Also, last year I visited a native plant nursery in Gig Harbor, Washington--Woodbrook Native Plant Nursery--and lo, and behold, they had Castilleja miniata available, so I purchased three of these and planted them by a Stipa gigantea and Pentemon Red Rocks.  This is seen in the second picture above. These did exceedingly well there.  One of them even bloomed last year, and that same plant has been blooming again this year.  It started its bloom in April, and still seems to be going strong. As it turns out, Castilleja miniata is one of the more common castillejas here in the Pacific Northwest, and it is probably more tolerant of moist conditions than some of the other castillejas.  Indeed, it appears that many castillejas enjoy moist conditions.  For example, the castillejas growing by Todd Lake, seen in the last picture above, were growing in a very marshy meadow.
     I also acquired some Castilleja hispidas last year from Dancing Oaks Nursery.  I planted these in a much drier part of my garden, thinking that was what they wanted.  As it turns out, I was wrong! I think it got too dry for them, particularly as they were first getting established.  Anyway, only one of them survived, but that one is now blooming.  Castilleja hispida is also a Pacific Northwest native. The third picture above is of a Castilleja hispida in my garden, planted near some penstemons.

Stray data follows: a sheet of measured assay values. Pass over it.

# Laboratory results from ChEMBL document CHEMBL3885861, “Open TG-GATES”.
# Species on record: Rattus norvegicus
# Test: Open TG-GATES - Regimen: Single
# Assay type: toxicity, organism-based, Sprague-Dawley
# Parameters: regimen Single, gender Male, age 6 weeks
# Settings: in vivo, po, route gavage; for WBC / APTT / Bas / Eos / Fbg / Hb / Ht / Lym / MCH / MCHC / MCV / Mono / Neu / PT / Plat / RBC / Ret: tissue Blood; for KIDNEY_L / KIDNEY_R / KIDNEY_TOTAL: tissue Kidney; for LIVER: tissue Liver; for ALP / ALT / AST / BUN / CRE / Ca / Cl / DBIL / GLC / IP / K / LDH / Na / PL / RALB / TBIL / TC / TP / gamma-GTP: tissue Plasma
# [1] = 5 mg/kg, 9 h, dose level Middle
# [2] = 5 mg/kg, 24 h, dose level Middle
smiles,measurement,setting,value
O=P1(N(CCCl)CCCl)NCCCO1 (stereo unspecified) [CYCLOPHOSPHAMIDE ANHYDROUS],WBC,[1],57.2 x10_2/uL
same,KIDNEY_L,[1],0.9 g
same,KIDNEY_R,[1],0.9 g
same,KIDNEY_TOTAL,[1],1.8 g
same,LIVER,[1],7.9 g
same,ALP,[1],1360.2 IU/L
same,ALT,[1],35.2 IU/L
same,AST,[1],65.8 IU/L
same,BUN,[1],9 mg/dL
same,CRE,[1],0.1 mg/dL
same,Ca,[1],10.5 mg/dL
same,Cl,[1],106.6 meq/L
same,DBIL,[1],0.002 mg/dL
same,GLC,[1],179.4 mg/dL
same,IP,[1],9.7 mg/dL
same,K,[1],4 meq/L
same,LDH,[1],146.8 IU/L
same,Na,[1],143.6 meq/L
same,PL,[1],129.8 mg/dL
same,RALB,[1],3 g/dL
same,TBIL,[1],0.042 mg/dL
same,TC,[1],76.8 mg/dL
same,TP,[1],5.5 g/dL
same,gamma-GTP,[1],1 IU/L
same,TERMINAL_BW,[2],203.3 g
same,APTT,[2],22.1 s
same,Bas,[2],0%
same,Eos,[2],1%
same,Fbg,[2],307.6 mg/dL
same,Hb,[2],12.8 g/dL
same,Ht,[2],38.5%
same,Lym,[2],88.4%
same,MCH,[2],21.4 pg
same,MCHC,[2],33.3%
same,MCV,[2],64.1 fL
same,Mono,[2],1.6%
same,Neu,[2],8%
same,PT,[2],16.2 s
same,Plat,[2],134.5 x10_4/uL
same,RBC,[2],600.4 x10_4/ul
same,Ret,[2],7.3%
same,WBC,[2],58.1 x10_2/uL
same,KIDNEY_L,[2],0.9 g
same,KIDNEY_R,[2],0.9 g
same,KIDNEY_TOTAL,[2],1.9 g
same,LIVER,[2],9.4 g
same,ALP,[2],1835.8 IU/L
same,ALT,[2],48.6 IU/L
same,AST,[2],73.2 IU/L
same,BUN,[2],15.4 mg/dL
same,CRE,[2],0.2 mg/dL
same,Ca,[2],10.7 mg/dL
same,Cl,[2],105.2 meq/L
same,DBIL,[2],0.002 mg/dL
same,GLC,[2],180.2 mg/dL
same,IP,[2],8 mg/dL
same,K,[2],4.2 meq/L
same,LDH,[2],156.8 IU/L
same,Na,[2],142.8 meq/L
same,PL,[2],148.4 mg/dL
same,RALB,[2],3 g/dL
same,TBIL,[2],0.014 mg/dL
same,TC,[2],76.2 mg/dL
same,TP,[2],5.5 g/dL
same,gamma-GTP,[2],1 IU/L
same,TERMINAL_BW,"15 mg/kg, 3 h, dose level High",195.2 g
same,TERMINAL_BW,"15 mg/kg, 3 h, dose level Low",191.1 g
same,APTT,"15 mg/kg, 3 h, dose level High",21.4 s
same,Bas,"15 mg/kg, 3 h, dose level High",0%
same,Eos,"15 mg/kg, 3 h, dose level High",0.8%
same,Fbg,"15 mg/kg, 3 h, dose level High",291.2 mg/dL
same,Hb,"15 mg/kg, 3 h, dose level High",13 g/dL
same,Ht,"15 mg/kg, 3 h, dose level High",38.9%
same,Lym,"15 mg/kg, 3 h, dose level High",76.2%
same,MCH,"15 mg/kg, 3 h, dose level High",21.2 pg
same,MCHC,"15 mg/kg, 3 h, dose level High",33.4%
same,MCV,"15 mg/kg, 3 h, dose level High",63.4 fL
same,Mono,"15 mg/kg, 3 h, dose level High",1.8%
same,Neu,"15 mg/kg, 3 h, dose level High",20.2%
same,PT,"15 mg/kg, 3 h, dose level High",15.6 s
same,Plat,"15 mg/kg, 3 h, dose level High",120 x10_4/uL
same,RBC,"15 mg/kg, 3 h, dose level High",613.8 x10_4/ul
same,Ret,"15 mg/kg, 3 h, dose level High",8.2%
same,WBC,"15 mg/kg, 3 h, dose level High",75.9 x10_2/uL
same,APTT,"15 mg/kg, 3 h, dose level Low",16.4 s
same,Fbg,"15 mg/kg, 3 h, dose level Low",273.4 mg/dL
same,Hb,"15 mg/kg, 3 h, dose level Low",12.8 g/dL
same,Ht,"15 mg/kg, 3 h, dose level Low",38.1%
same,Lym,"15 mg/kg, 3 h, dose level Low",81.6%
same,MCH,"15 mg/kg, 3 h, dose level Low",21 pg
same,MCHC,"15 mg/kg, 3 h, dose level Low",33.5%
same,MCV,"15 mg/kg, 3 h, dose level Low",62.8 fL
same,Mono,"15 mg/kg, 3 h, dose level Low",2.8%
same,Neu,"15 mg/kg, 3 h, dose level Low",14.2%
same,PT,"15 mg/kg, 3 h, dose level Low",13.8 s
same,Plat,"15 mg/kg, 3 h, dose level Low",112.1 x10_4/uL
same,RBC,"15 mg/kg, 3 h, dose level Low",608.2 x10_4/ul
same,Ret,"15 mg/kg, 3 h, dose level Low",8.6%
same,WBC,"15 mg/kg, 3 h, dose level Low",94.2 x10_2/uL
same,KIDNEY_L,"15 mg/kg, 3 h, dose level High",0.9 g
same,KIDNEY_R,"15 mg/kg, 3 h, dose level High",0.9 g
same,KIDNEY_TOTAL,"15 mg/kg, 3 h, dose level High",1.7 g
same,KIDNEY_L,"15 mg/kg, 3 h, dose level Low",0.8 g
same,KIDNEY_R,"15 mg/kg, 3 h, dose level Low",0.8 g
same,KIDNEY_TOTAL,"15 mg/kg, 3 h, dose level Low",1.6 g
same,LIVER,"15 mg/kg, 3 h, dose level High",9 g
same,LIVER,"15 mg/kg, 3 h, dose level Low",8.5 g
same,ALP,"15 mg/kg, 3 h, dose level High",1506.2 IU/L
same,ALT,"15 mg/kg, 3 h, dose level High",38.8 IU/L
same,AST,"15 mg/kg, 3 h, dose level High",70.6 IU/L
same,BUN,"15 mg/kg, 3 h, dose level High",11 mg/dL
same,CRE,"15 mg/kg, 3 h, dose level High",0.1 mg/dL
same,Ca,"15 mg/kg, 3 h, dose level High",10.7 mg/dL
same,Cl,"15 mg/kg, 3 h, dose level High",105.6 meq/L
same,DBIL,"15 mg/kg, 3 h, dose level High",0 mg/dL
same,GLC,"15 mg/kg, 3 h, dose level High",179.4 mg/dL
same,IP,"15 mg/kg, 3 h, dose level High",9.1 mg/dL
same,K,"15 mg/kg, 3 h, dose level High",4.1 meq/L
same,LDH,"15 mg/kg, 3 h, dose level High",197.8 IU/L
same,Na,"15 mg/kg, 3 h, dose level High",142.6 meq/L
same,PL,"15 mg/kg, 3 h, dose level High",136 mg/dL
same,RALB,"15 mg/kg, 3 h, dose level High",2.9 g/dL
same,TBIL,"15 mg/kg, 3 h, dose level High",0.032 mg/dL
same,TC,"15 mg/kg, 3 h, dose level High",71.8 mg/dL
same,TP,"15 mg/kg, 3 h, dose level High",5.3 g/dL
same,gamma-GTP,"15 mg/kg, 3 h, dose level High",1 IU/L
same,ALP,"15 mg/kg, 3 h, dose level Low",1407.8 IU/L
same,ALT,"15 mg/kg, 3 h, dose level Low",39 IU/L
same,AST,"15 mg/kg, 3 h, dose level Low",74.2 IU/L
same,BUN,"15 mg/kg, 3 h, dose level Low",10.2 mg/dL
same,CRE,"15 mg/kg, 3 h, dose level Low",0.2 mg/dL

Not too long ago I also received some Castilleja chromosa from Sunscapes.  These were tiny plants, but at least two of them are still alive in the garden.  Only time will tell if they survive and thrive.
     Finally, earlier this year I managed to find the list of available plants put out by Seven Oaks Native  Nursery, a wholesale native plant nursery in the Willamette Valley of Oregon.  They listed both Castilleja miniata and hispida in mass quantities!  So I made a trip down and bought mass quantities, and planted them in my garden.  They seem to be doing well, and I hope that next year I will have a show to rival that found in some of the areas in the wild where castillejas abound.
     After growing these plants for a little over a year now, I can convey the following bits of wisdom.  First, they need a fair amount of moisture to get established.  I have killed a few by letting them get too dry.  Second, while not particularly picky about host plants, I don't think you can go wrong planting them near grasses or penstemons.  I have also heard that eriogonums and salvias are good host plants.  From what I have read about suitable host plants, the most important point is to make sure the host likes similar conditions to those preferred by the castilleja. Duh! Finally, while they should be planted close to the host, they shouldn't be completely shaded out by the host.